Journal of leukocyte biology

Digestion of C1q collagen-like domain with MMPs-1,-2,-3, and -9 further defines the sequence involved in the stimulation of neutrophil superoxide production.

PMID 10496311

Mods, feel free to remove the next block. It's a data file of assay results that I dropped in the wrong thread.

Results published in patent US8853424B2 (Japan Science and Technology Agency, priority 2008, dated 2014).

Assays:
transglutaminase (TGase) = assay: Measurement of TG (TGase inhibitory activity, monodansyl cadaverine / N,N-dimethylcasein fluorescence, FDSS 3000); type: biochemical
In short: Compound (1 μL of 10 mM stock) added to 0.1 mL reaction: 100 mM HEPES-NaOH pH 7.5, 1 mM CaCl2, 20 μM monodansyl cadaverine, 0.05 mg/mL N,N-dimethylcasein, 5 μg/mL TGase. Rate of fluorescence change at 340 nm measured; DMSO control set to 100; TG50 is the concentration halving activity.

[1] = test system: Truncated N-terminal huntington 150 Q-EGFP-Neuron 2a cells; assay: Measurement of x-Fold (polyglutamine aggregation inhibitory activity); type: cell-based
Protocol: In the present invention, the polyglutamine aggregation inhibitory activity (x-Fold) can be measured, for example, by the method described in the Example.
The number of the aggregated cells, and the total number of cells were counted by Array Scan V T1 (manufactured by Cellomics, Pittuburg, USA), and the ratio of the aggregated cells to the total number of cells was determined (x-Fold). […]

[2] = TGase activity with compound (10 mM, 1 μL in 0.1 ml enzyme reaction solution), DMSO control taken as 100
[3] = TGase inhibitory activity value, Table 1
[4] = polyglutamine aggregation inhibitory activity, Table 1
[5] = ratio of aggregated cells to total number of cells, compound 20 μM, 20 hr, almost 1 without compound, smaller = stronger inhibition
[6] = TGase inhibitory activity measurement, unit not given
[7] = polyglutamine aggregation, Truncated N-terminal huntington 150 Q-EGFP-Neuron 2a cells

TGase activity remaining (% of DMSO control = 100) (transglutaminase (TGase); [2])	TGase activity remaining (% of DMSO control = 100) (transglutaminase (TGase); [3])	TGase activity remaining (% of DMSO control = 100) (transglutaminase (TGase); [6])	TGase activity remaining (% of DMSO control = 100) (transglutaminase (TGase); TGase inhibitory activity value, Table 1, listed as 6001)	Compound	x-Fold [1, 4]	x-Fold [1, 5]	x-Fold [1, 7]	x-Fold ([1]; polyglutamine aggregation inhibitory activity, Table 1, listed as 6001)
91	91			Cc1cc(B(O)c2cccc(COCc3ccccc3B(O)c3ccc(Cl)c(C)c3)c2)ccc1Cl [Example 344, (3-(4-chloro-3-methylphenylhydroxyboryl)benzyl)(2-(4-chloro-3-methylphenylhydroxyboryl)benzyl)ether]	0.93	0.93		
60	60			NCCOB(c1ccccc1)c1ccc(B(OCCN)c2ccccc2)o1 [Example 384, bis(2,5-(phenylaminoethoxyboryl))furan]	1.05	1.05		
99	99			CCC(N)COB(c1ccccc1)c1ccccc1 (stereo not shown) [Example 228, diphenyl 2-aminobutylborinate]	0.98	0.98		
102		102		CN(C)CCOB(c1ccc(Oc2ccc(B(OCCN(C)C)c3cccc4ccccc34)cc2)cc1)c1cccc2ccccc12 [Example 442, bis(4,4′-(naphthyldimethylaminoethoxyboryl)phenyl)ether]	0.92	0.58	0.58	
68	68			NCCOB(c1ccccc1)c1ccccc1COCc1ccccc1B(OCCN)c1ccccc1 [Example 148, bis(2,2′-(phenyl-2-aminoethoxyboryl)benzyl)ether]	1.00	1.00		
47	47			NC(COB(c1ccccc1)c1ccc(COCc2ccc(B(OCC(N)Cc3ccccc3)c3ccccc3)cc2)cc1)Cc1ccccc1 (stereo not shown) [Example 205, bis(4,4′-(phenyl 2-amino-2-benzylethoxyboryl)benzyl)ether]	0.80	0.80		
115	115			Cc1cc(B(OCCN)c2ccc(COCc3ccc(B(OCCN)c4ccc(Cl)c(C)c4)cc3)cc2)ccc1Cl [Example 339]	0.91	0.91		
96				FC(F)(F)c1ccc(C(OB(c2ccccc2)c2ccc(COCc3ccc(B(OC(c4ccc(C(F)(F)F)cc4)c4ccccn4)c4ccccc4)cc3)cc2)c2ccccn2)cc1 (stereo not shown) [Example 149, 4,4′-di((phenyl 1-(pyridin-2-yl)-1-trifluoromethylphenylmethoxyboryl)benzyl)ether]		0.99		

C1q, a subunit of the first component (C1) of the classical complement pathway, binds to neutrophils via its collagen-like region (C1q-CLR) stimulating superoxide production. We previously identified a region of C1q-CLR, defined by fragments generated by trypsin and endoLys-C digestion, that was required for triggering this respiratory burst. To further localize that critical site, purified human C1q was digested with pepsin to generate C1q-CLR, and subsequently cleaved with the matrix metalloproteinases, MMP-1, MMP-2, MMP-3, and MMP-9. Digestion of C1q-CLR with any of these MMPs did not alter the circular dichroism spectra, demonstrating that the fragments generated had maintained the secondary structure observed in the native molecule. All fragments retained the ability to trigger superoxide production by neutrophils. Analysis of the amino acid sequences of the purified cleavage products (none of which are identical to the published cleavage site specificities for these enzymes) demonstrated that it is the C-chain, but not the A-chain of C1q, that is critical for stimulating this activity, and thus may be a target for future therapeutic intervention.